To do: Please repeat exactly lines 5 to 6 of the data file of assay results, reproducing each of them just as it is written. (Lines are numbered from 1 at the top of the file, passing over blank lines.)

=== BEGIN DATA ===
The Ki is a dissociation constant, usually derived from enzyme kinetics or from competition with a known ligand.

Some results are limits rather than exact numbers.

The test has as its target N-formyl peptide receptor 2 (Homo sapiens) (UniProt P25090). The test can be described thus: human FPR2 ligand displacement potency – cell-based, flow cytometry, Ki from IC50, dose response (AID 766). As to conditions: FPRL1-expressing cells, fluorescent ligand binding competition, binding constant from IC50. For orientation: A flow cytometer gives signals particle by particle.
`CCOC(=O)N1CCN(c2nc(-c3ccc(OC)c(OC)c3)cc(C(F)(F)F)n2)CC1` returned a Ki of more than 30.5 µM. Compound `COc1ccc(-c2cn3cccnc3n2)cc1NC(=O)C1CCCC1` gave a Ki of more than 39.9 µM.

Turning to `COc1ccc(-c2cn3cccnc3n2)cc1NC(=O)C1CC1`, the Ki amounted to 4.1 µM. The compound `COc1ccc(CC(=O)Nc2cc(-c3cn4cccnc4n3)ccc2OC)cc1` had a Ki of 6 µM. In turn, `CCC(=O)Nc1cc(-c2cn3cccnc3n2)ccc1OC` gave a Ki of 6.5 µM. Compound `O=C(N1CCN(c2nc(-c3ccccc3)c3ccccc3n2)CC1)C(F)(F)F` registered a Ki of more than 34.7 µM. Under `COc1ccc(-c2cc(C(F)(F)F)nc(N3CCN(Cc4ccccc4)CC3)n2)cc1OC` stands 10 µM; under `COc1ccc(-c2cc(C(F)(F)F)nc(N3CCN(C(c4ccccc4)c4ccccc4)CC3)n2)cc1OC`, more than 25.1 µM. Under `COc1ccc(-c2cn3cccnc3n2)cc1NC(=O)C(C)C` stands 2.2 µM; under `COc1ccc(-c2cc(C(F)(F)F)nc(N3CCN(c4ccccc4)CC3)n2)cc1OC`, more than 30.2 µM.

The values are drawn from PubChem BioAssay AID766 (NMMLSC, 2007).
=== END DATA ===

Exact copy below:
Turning to `COc1ccc(-c2cn3cccnc3n2)cc1NC(=O)C1CC1`, the Ki amounted to 4.1 µM. The compound `COc1ccc(CC(=O)Nc2cc(-c3cn4cccnc4n3)ccc2OC)cc1` had a Ki of 6 µM. In turn, `CCC(=O)Nc1cc(-c2cn3cccnc3n2)ccc1OC` gave a Ki of 6.5 µM. Compound `O=C(N1CCN(c2nc(-c3ccccc3)c3ccccc3n2)CC1)C(F)(F)F` registered a Ki of more than 34.7 µM. Under `COc1ccc(-c2cc(C(F)(F)F)nc(N3CCN(Cc4ccccc4)CC3)n2)cc1OC` stands 10 µM; under `COc1ccc(-c2cc(C(F)(F)F)nc(N3CCN(C(c4ccccc4)c4ccccc4)CC3)n2)cc1OC`, more than 25.1 µM. Under `COc1ccc(-c2cn3cccnc3n2)cc1NC(=O)C(C)C` stands 2.2 µM; under `COc1ccc(-c2cc(C(F)(F)F)nc(N3CCN(c4ccccc4)CC3)n2)cc1OC`, more than 30.2 µM.

The values are drawn from PubChem BioAssay AID766 (NMMLSC, 2007).